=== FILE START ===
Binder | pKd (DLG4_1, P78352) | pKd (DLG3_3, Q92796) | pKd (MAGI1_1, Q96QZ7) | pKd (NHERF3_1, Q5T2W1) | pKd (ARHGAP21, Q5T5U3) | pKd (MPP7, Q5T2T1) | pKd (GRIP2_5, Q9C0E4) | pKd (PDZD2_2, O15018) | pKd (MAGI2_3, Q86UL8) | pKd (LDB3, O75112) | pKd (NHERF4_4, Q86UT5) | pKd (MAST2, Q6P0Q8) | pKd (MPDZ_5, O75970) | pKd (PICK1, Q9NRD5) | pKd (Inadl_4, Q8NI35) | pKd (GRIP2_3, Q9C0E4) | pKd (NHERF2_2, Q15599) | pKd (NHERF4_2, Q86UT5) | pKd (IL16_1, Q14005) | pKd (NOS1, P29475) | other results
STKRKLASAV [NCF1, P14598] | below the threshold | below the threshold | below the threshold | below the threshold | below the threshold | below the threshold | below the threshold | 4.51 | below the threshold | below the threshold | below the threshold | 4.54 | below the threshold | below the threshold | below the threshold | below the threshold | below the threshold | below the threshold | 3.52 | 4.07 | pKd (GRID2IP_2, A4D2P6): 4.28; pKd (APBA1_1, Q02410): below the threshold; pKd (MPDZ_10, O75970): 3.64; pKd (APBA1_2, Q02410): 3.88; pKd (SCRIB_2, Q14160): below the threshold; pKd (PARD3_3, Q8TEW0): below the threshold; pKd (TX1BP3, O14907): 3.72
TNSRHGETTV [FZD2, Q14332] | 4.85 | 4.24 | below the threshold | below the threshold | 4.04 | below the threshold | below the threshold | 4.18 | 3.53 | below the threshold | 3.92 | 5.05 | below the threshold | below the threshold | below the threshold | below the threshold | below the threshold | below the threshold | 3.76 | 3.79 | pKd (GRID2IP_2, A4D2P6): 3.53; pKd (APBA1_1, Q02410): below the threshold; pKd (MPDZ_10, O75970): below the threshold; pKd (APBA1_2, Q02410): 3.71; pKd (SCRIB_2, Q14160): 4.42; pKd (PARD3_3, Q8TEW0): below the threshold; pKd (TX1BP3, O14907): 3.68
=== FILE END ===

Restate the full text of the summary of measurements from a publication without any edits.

Binder | pKd (DLG4_1, P78352) | pKd (DLG3_3, Q92796) | pKd (MAGI1_1, Q96QZ7) | pKd (NHERF3_1, Q5T2W1) | pKd (ARHGAP21, Q5T5U3) | pKd (MPP7, Q5T2T1) | pKd (GRIP2_5, Q9C0E4) | pKd (PDZD2_2, O15018) | pKd (MAGI2_3, Q86UL8) | pKd (LDB3, O75112) | pKd (NHERF4_4, Q86UT5) | pKd (MAST2, Q6P0Q8) | pKd (MPDZ_5, O75970) | pKd (PICK1, Q9NRD5) | pKd (Inadl_4, Q8NI35) | pKd (GRIP2_3, Q9C0E4) | pKd (NHERF2_2, Q15599) | pKd (NHERF4_2, Q86UT5) | pKd (IL16_1, Q14005) | pKd (NOS1, P29475) | other results
STKRKLASAV [NCF1, P14598] | below the threshold | below the threshold | below the threshold | below the threshold | below the threshold | below the threshold | below the threshold | 4.51 | below the threshold | below the threshold | below the threshold | 4.54 | below the threshold | below the threshold | below the threshold | below the threshold | below the threshold | below the threshold | 3.52 | 4.07 | pKd (GRID2IP_2, A4D2P6): 4.28; pKd (APBA1_1, Q02410): below the threshold; pKd (MPDZ_10, O75970): 3.64; pKd (APBA1_2, Q02410): 3.88; pKd (SCRIB_2, Q14160): below the threshold; pKd (PARD3_3, Q8TEW0): below the threshold; pKd (TX1BP3, O14907): 3.72
TNSRHGETTV [FZD2, Q14332] | 4.85 | 4.24 | below the threshold | below the threshold | 4.04 | below the threshold | below the threshold | 4.18 | 3.53 | below the threshold | 3.92 | 5.05 | below the threshold | below the threshold | below the threshold | below the threshold | below the threshold | below the threshold | 3.76 | 3.79 | pKd (GRID2IP_2, A4D2P6): 3.53; pKd (APBA1_1, Q02410): below the threshold; pKd (MPDZ_10, O75970): below the threshold; pKd (APBA1_2, Q02410): 3.71; pKd (SCRIB_2, Q14160): 4.42; pKd (PARD3_3, Q8TEW0): below the threshold; pKd (TX1BP3, O14907): 3.68